Apparently, one of the invited guests is feeling a big frisky and when he makes an inappropriate move toward Agatha, the Christmas pudding is brought down on his head. That was too much for the Viagra junkie to handle and soon his heart give out and there he is, dead on the floor with a slimly pudding on his face.
As the rest of the pensioners stare in disbelieve they all agree that the death could not be Agatha’s fault, that is all but one, Freda Pinch. Freda decides that she is going to sue Agatha. With Freda now being an outcast of the group, one of the members of the holiday party takes the matter into his own hands and decides to rectify the situation in a way that Agatha cannot abide.
This was a nice little short story to begin the holiday season. Not too over the top, just enough Agatha and her friends to keep you in touch with the on goings in the village of Carsley.
Title: The End of the Road Author: Sue Henry Publisher: NAL Hardcover (November 3, 2009) Format: Hardcover; Pgs 244 Genre: Travel Mystery Source: Library Series: Maxie and Stretch Myster #4
You know an author is desperate to run up their word count when they rely on naming all the shops on Main Street, mileage destination on a local pole, items in a closet or even the name on whiskey bottles. That should have been my warning to close the book and move on, but no, this is the last book in the series and since I began with number one, I was determined to see it through to its end.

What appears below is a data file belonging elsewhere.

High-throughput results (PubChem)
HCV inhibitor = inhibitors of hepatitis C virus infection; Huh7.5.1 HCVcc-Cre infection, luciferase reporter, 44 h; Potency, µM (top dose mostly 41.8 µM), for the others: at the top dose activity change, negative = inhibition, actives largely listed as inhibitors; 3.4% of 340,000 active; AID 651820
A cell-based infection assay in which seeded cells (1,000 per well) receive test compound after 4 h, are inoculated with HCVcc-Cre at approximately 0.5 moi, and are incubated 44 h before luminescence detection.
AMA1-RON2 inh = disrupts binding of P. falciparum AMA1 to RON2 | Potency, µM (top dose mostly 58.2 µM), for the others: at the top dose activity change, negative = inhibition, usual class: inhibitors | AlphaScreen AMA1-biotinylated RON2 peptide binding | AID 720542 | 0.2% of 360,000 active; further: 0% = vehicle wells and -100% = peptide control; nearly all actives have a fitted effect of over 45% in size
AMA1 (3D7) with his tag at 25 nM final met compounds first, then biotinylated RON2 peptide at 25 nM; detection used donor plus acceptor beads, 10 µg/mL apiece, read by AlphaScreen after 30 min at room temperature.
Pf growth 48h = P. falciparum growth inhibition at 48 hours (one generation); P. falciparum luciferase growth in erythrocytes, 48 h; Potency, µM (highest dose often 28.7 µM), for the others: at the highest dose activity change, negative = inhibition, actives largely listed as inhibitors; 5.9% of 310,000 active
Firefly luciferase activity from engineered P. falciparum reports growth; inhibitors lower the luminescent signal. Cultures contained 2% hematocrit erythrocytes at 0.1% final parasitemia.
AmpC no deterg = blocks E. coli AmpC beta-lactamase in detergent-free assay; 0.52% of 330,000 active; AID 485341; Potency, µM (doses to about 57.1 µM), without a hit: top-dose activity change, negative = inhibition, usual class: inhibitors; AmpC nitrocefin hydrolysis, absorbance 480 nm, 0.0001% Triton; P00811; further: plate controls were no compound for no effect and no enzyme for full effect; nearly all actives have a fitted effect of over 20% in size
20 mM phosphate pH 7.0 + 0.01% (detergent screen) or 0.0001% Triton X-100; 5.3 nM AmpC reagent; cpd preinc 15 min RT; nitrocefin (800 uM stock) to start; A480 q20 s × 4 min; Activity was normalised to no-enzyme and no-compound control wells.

Instead of packing up her RV and heading south for the winter, Maxine McNabb and her faithful dog Stretch have decided to stay home in Homer, Alaska for the winter. The weather can be harsh, but feeling a bit homesick, this is where she wants to be.
After meeting John Walker on her visit to the spit, she invites him to her home the next day to have dinner with friends. All is well until she is called as a contact since John has been found dead by an apparent self-inflicted gunshot wound.
John Walker is not his real name and there are very few clues as to his real identity. Of course, that has Maxie on full alert and she is determined to help solve this mystery. It does not end there, you will now have to add in a murder, a stalker and a weird twisted end that seems to have been rushed and not well rounded.
Usually, when a series ends, I somewhat mourn the characters, but unfortunately, that is not going to be the case with Maxie and Stretch. The books were always more along the lines of travelogues than murder mysteries. That might work for some, but I like a bit more meat in my who-done-its and this series just never fit the full bill.